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This spring, the Harvard Art Museums will present The Philosophy Chamber: Art and Science in Harvard’s Teaching Cabinet, 1766–1820, a special exhibition that brings together many long-forgotten icons of American culture. It will present new findings on this unique space—equal parts laboratory, picture gallery, and lecture hall—that stood at the center of artistic and intellectual life at Harvard and in New England for more than 50 years.

SAM’s Olympic Sculpture Park presents Spencer Finch: The Western Mystery (April 1, 2017–March 3, 2019), a site-specific installation for the sculpture park’s PACCAR Pavilion. Composed of 90 glass panels suspended from the ceiling, the installation by the internationally celebrated artist creates an overlapping and constantly moving constellation of colors—pinks, purples, oranges, yellows, and blues—based on sunsets photographed from the sculpture park over Puget Sound.

The North Carolina Museum of Art (NCMA) has received a $149,500 matching grant from the Institute of Museum and Library Services (IMLS) to complete a multidisciplinary, 10-phase conservation project on a work of art that has been in the Museum’s collection for almost six decades: the composite marble Statue of Bacchus. The project, which includes a derestoration of the sculpture and research on its history, will culminate in a special exhibition and public programming.

The Seattle Art Museum announced today that an important pair of 17th-century Japanese screens from the collection will undergo major conservation work, thanks to funding from the Bank of America Art Conservation Project.

The Fine Arts Museums of San Francisco are pleased to present Monet: The Early Yearsat the Legion of Honor. This will be the first major US exhibition devoted to the initial phase of Claude Monet’s (French, 1840–1926) career. Through more than fifty paintings, the exhibition demonstrates the radical invention that marked the artist’s development during the formative years of 1858 to 1872. In this period the young painter developed his unique visual language and technique, creating striking works that manifested his interest in painting textures and the interplay of light upon surfaces.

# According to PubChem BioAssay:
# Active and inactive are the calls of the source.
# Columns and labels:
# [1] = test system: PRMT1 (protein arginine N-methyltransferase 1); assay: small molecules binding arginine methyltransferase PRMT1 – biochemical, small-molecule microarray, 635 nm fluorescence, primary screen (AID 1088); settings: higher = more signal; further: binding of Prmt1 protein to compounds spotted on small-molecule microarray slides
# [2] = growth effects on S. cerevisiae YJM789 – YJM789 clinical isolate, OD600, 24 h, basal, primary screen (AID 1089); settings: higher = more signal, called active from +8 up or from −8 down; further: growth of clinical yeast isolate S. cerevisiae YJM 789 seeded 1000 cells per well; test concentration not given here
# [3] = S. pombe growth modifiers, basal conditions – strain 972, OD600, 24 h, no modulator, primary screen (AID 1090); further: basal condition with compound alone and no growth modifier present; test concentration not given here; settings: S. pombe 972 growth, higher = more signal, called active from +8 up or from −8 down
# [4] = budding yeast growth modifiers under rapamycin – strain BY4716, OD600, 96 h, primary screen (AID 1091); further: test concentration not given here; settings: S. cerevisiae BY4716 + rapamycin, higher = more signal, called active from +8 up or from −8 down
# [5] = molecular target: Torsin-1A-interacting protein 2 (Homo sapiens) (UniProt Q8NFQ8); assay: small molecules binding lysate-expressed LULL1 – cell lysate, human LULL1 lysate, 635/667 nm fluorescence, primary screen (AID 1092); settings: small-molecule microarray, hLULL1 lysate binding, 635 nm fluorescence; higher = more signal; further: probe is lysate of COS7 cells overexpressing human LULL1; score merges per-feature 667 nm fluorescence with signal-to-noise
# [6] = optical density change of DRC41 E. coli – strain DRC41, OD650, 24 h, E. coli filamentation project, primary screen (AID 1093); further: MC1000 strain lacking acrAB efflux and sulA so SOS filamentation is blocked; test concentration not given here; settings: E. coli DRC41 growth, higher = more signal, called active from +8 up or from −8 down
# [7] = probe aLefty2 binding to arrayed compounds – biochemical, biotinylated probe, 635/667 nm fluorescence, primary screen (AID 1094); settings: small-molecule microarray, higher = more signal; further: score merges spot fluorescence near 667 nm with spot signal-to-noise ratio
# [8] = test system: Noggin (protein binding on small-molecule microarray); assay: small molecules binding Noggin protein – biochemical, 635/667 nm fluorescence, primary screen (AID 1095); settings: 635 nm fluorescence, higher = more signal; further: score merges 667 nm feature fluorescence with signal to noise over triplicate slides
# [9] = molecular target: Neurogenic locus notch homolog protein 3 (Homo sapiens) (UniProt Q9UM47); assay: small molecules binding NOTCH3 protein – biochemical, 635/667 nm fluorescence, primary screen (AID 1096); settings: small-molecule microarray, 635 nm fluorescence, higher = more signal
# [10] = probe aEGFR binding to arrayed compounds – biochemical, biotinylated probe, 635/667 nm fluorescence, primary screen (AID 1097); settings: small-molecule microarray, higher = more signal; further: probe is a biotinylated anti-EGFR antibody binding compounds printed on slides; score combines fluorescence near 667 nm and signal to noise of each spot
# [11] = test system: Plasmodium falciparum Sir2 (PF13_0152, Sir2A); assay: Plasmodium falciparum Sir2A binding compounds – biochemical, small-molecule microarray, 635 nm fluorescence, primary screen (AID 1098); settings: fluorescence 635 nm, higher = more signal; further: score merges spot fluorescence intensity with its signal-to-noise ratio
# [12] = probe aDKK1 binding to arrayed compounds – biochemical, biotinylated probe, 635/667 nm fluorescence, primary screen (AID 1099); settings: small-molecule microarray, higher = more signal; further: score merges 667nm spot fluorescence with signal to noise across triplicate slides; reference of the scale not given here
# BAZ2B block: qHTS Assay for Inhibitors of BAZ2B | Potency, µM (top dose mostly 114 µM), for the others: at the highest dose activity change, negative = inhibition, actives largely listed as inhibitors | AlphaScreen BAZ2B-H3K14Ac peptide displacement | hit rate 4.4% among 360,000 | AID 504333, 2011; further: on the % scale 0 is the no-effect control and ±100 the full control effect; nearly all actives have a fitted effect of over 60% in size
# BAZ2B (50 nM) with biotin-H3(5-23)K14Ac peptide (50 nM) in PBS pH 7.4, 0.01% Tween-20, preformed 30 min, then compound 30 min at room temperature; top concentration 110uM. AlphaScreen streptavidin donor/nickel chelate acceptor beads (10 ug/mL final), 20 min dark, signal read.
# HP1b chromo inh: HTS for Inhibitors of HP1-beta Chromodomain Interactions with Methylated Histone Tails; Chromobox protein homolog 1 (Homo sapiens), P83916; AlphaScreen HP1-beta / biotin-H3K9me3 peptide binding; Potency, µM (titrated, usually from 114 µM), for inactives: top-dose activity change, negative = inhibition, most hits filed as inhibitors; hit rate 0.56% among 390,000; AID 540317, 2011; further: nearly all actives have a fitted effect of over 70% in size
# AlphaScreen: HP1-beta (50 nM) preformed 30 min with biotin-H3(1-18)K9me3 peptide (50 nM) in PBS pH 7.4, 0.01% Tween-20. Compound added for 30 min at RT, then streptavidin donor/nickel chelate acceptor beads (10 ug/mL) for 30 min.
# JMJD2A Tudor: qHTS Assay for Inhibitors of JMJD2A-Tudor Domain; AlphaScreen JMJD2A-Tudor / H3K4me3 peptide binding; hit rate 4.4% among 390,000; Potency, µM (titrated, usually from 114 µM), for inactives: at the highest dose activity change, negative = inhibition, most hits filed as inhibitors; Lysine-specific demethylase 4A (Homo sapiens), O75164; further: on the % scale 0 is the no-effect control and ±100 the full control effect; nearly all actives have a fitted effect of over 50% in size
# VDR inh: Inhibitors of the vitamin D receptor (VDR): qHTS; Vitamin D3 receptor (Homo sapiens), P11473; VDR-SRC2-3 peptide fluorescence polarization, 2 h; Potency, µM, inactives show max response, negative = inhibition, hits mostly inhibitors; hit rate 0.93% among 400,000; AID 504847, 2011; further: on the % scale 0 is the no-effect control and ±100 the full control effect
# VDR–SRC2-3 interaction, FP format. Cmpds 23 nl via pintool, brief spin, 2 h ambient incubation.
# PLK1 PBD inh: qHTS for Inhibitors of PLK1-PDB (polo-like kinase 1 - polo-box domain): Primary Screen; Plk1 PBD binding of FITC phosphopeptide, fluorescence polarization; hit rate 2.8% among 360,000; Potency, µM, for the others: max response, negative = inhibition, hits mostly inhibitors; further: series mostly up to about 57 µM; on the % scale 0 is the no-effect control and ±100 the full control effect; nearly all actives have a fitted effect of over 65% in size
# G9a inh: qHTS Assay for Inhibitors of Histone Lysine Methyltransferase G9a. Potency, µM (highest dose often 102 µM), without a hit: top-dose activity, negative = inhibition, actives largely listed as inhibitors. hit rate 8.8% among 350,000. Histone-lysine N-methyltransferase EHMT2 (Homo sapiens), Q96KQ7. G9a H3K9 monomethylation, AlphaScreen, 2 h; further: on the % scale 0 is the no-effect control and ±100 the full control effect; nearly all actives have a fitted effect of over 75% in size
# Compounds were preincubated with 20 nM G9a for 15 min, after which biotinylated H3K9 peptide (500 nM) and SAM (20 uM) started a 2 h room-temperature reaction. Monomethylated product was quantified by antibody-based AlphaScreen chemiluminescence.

Exhibition celebrates 175th anniversary of Arabic studies at Yale with works by Egyptian, Iraqi, Lebanese, and Syrian artists on loan from the Barjeel Art Foundation

SAN DIEGO – The Museum of Photographic Arts has been gifted, by Dr. Sally M. Gall and Dr. Einar Gall, the Ansel Adams’ What Majestic Word portfolio of 15 photographs for its permanent collection.

What Majestic Word has been generously on loan from the Galls, and after living in La Jolla for years the couple believes that MOPA will make an excellent permanent home.

Exhibition explores intersections between the collecting and creative practices of two iconic modern artists

SAN DIEGO – The Museum of Photographic Arts presents a solo exhibition featuring three bodies of work by Mexican contemporary photographer Flor Garduño.

Flor Garduño: Trilogy consists of 96 images from BestiariumSilent natures and Fantastic women. These represent principal themes from her career of photographic work between Mexico and Europe. Presented in Spanish and English, this exhibition aligns with MOPA's international engagement initiatives, said MOPA Executive Director Deborah Klochko.

Opening on January 7, The Phillips Collection presents an exhibition featuring 15 rarely seen silkscreen prints created by American artist Jacob Lawrence between 1986 and 1997. The series portrays the life of Toussaint L’Ouverture (1743–1803), the former slave turned leader of Haiti’s independence movement. L’Ouverture led the fight to liberate Saint-Domingue from French colonial rule and to emancipate the slaves during the 1791 Haitian Revolution, the first successful campaign to abolish slavery in modern history.